Ninjas in Pyjamas reclaim the Counter-Strike throne
The most successful team in Counter-Strike: Global Offensive's brief history has finally won a premier tournament.
Swedish side Ninjas in Pyjamas have had no shortage of success since Global Offensive became the premier iteration of Counter-Strike. The team famously put together a two-year run in which they never finished outside of the top four at a live event, a run that at one point included over 80 consecutive match wins.
But one thing the team had never managed to accomplish was win a premier event. They finished as runners-up at both DreamHack Winter last year and at ESL Katowice in March.
The odds seemed stacked against the Swedes heading into this weekend’s ESL Cologne event. Their streak of top-four finishes had come to an end in dramatic fashion over the last two events in which they competed, the ESEA global final in Dallas and Gfinity 3 in London.
Their path in Cologne would be anything but easy.
Ninjas in Pyjamas suffered a loss to Epsilon during the group stage that forced them into a one-game elimination match with Hell Raisers, which the Swedish team was able to emerge from victorious.
This set a quarterfinal match with Cloud9, the American team formerly playing under the Complexity name. Cloud9 took the first game in the best-of-three series in dominant fashion and managed to bring both the second and third games to the final round of regulation. But each time, Ninjas in Pyjamas were able to step up when it mattered most to take the victories and move on.
The closeness of that series was repeated in the semifinals when the Swedes were matched up with French side LDLC. This was an awkward arrangement for both teams, as they had practiced extensively with one another coming into the event. That familiarity was evident in the closeness of the series, which saw Ninjas in Pyjamas win on the final round of regulation in the third and final game.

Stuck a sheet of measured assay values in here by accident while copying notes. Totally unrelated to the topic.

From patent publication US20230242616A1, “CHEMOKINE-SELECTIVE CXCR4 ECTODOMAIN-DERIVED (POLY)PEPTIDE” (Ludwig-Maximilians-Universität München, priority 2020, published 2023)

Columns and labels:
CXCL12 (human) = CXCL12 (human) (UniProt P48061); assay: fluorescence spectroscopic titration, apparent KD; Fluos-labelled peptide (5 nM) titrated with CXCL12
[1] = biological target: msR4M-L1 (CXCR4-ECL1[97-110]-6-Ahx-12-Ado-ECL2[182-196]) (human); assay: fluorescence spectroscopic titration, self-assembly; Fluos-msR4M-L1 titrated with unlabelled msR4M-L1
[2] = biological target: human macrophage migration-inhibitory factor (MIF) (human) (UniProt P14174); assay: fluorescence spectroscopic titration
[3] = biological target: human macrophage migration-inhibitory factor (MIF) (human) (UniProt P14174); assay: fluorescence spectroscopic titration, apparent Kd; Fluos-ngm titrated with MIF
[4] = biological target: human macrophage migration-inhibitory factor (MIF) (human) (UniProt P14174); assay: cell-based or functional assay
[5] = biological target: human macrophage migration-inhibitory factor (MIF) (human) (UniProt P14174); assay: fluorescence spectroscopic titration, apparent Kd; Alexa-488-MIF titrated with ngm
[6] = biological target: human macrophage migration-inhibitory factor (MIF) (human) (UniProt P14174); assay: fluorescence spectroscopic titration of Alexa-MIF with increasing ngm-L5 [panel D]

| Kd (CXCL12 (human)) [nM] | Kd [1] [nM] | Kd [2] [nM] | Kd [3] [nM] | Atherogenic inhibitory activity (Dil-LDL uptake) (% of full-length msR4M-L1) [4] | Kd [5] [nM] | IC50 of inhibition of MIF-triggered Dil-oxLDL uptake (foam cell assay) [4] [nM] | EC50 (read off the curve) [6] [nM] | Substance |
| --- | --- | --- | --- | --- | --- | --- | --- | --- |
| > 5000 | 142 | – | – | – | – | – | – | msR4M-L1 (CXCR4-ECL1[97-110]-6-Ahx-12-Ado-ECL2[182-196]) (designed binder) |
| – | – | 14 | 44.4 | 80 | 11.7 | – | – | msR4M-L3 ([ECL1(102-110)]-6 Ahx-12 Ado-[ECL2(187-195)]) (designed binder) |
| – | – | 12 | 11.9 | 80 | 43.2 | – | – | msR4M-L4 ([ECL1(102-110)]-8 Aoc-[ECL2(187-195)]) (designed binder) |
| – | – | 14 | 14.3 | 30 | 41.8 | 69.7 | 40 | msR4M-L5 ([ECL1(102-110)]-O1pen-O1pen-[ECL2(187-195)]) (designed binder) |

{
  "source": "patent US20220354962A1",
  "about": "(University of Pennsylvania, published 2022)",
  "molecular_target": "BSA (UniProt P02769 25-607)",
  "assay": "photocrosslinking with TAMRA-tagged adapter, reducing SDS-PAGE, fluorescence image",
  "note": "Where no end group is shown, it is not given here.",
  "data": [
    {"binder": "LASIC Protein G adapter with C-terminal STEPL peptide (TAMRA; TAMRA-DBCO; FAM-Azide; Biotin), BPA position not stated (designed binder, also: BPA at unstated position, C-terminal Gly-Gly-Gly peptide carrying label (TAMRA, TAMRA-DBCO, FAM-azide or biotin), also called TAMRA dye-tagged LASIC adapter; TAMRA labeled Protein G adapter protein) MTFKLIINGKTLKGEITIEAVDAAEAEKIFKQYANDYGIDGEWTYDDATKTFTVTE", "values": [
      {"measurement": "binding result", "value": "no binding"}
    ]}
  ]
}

A finals meeting with fellow Swedish team Fnatic left Ninjas in Pyjamas fans fearing for a repeat of the finals at both DreamHack Winter 2013 and ESL Katowice, when the they were able to advance equally far only to fall just short of the finish line.
Such an outcome seemed likely when Fnatic were able to take a strong halftime lead in the third and decisive game of the finals after the two Swedish teams had split games one and two.
But a star performance from Christopher “Get Right” Alesund helped to pull Ninjas in Pyjamas from the jaws of defeat. The team even managed to win the game one round shy of the last of regulation with a final score of 16-13.
A raucous celebration followed as the Swedish team soaked in the moment. They were quickly awarded with the championship trophy and their share of a $250,000 prize.
The event wasn’t just a triumph for the Ninjas. It also marked a high point for Counter-Strike: Global Offensive. Overall viewership records were broken multiple times throughout the event, culminating in a combined total of over 400,000 spectators watching the final live.
The summer season will conclude with the Star Series final in Kiev, Ukraine on August 30.